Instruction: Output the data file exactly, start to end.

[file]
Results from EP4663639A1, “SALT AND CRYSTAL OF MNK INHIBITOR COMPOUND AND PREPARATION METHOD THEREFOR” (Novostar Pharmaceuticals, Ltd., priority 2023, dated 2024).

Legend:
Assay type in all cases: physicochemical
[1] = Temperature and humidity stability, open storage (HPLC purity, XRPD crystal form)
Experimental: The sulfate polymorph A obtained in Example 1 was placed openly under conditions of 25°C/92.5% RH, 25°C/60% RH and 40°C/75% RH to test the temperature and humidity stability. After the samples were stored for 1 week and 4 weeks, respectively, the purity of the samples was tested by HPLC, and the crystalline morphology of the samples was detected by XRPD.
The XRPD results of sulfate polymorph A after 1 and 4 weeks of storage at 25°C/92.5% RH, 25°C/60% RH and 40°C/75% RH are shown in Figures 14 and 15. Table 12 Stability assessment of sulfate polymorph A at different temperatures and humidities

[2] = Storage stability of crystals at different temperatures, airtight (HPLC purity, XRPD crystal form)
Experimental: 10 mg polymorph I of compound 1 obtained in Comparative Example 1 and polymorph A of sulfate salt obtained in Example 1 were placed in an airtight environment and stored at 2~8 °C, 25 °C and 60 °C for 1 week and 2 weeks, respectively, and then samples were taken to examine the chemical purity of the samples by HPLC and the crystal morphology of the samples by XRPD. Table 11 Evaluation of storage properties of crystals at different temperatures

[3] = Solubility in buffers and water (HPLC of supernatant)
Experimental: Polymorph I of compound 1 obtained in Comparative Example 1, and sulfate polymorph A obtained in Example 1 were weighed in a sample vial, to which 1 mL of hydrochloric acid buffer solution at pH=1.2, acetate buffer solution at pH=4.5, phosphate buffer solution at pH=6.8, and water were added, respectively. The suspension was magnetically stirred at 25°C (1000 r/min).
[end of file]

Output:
Results from EP4663639A1, “SALT AND CRYSTAL OF MNK INHIBITOR COMPOUND AND PREPARATION METHOD THEREFOR” (Novostar Pharmaceuticals, Ltd., priority 2023, dated 2024).

Legend:
Assay type in all cases: physicochemical
[1] = Temperature and humidity stability, open storage (HPLC purity, XRPD crystal form)
Experimental: The sulfate polymorph A obtained in Example 1 was placed openly under conditions of 25°C/92.5% RH, 25°C/60% RH and 40°C/75% RH to test the temperature and humidity stability. After the samples were stored for 1 week and 4 weeks, respectively, the purity of the samples was tested by HPLC, and the crystalline morphology of the samples was detected by XRPD.
The XRPD results of sulfate polymorph A after 1 and 4 weeks of storage at 25°C/92.5% RH, 25°C/60% RH and 40°C/75% RH are shown in Figures 14 and 15. Table 12 Stability assessment of sulfate polymorph A at different temperatures and humidities

[2] = Storage stability of crystals at different temperatures, airtight (HPLC purity, XRPD crystal form)
Experimental: 10 mg polymorph I of compound 1 obtained in Comparative Example 1 and polymorph A of sulfate salt obtained in Example 1 were placed in an airtight environment and stored at 2~8 °C, 25 °C and 60 °C for 1 week and 2 weeks, respectively, and then samples were taken to examine the chemical purity of the samples by HPLC and the crystal morphology of the samples by XRPD. Table 11 Evaluation of storage properties of crystals at different temperatures

[3] = Solubility in buffers and water (HPLC of supernatant)
Experimental: Polymorph I of compound 1 obtained in Comparative Example 1, and sulfate polymorph A obtained in Example 1 were weighed in a sample vial, to which 1 mL of hydrochloric acid buffer solution at pH=1.2, acetate buffer solution at pH=4.5, phosphate buffer solution at pH=6.8, and water were added, respectively. The suspension was magnetically stirred at 25°C (1000 r/min).